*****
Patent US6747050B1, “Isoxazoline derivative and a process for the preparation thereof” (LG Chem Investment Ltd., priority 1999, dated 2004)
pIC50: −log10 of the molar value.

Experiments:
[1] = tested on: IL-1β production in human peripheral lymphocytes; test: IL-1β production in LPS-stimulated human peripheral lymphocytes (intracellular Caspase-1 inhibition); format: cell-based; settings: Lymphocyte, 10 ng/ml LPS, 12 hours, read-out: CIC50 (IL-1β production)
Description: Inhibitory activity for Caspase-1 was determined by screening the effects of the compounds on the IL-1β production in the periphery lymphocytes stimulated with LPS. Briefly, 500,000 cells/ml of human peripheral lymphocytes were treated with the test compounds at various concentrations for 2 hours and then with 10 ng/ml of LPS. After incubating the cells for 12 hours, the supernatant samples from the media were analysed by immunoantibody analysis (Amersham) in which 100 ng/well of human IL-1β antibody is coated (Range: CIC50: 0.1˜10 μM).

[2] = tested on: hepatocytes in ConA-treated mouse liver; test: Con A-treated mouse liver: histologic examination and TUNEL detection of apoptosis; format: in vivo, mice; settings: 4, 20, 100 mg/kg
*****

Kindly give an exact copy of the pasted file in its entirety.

Patent US6747050B1, “Isoxazoline derivative and a process for the preparation thereof” (LG Chem Investment Ltd., priority 1999, dated 2004)
pIC50: −log10 of the molar value.

Experiments:
[1] = tested on: IL-1β production in human peripheral lymphocytes; test: IL-1β production in LPS-stimulated human peripheral lymphocytes (intracellular Caspase-1 inhibition); format: cell-based; settings: Lymphocyte, 10 ng/ml LPS, 12 hours, read-out: CIC50 (IL-1β production)
Description: Inhibitory activity for Caspase-1 was determined by screening the effects of the compounds on the IL-1β production in the periphery lymphocytes stimulated with LPS. Briefly, 500,000 cells/ml of human peripheral lymphocytes were treated with the test compounds at various concentrations for 2 hours and then with 10 ng/ml of LPS. After incubating the cells for 12 hours, the supernatant samples from the media were analysed by immunoantibody analysis (Amersham) in which 100 ng/well of human IL-1β antibody is coated (Range: CIC50: 0.1˜10 μM).

[2] = tested on: hepatocytes in ConA-treated mouse liver; test: Con A-treated mouse liver: histologic examination and TUNEL detection of apoptosis; format: in vivo, mice; settings: 4, 20, 100 mg/kg